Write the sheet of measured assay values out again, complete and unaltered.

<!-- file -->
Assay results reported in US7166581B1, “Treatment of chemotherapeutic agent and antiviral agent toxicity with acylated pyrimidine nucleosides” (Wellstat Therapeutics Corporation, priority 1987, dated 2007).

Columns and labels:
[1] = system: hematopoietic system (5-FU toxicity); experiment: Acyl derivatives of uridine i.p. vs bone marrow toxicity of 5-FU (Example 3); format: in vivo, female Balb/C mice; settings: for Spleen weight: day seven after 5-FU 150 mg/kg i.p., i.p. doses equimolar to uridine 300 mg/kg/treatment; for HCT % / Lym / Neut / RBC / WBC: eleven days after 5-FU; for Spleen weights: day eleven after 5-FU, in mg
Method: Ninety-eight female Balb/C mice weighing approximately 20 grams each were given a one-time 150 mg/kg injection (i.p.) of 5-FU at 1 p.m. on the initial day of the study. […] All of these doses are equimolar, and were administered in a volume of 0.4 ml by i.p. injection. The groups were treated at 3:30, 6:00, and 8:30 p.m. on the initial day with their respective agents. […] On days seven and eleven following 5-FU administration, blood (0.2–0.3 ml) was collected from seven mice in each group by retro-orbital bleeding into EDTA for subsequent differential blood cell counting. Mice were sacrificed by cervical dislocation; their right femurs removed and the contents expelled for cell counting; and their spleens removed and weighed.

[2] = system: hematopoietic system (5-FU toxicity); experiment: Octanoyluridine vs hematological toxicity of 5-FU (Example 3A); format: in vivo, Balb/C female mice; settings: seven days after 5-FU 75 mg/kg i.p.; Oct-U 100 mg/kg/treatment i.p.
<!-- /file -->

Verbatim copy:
Assay results reported in US7166581B1, “Treatment of chemotherapeutic agent and antiviral agent toxicity with acylated pyrimidine nucleosides” (Wellstat Therapeutics Corporation, priority 1987, dated 2007).

Columns and labels:
[1] = system: hematopoietic system (5-FU toxicity); experiment: Acyl derivatives of uridine i.p. vs bone marrow toxicity of 5-FU (Example 3); format: in vivo, female Balb/C mice; settings: for Spleen weight: day seven after 5-FU 150 mg/kg i.p., i.p. doses equimolar to uridine 300 mg/kg/treatment; for HCT % / Lym / Neut / RBC / WBC: eleven days after 5-FU; for Spleen weights: day eleven after 5-FU, in mg
Method: Ninety-eight female Balb/C mice weighing approximately 20 grams each were given a one-time 150 mg/kg injection (i.p.) of 5-FU at 1 p.m. on the initial day of the study. […] All of these doses are equimolar, and were administered in a volume of 0.4 ml by i.p. injection. The groups were treated at 3:30, 6:00, and 8:30 p.m. on the initial day with their respective agents. […] On days seven and eleven following 5-FU administration, blood (0.2–0.3 ml) was collected from seven mice in each group by retro-orbital bleeding into EDTA for subsequent differential blood cell counting. Mice were sacrificed by cervical dislocation; their right femurs removed and the contents expelled for cell counting; and their spleens removed and weighed.

[2] = system: hematopoietic system (5-FU toxicity); experiment: Octanoyluridine vs hematological toxicity of 5-FU (Example 3A); format: in vivo, Balb/C female mice; settings: seven days after 5-FU 75 mg/kg i.p.; Oct-U 100 mg/kg/treatment i.p.